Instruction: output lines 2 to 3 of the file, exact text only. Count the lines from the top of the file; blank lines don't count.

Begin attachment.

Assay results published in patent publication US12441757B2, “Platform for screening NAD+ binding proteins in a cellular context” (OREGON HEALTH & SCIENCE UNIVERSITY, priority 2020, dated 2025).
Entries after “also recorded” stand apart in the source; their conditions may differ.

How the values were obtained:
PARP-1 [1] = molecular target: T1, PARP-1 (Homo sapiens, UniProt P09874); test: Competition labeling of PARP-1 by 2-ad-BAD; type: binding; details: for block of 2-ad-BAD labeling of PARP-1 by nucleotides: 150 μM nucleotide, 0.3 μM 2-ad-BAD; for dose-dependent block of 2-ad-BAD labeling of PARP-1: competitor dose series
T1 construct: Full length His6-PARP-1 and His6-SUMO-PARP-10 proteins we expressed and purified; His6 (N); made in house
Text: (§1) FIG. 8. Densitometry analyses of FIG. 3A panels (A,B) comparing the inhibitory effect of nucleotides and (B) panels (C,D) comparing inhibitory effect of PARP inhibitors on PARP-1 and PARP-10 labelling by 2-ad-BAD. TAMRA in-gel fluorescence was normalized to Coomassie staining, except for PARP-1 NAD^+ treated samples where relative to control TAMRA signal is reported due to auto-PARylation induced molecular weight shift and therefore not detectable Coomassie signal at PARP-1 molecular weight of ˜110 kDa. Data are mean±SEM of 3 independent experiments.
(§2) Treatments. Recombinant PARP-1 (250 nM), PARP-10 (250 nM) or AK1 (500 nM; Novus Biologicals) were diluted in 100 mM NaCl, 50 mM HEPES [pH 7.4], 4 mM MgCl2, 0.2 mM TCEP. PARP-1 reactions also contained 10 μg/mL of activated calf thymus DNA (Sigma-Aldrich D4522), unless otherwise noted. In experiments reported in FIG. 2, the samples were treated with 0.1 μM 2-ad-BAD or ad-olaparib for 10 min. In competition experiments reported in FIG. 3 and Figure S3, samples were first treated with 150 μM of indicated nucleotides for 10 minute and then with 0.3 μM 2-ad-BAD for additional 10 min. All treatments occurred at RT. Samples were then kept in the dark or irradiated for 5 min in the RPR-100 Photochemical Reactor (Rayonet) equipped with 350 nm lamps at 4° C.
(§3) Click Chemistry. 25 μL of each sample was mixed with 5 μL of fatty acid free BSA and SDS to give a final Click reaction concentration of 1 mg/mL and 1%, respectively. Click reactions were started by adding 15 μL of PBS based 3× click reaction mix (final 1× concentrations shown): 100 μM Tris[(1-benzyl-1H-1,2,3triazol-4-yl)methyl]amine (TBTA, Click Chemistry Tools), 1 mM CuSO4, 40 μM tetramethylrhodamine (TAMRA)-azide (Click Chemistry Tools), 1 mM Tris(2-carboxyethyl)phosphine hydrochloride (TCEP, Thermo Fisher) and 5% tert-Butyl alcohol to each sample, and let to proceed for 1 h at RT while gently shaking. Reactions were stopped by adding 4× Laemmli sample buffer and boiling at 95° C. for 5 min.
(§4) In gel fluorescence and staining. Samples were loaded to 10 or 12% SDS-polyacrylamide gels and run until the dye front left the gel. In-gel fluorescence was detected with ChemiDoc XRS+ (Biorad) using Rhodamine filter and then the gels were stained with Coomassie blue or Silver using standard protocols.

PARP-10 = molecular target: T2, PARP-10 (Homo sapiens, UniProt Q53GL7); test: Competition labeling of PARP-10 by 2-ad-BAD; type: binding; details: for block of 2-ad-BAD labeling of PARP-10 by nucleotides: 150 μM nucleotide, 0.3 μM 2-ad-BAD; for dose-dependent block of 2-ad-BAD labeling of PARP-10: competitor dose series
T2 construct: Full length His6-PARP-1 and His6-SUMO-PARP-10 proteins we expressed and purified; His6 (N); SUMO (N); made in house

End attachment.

Entries after “also recorded” stand apart in the source; their conditions may differ.

How the values were obtained: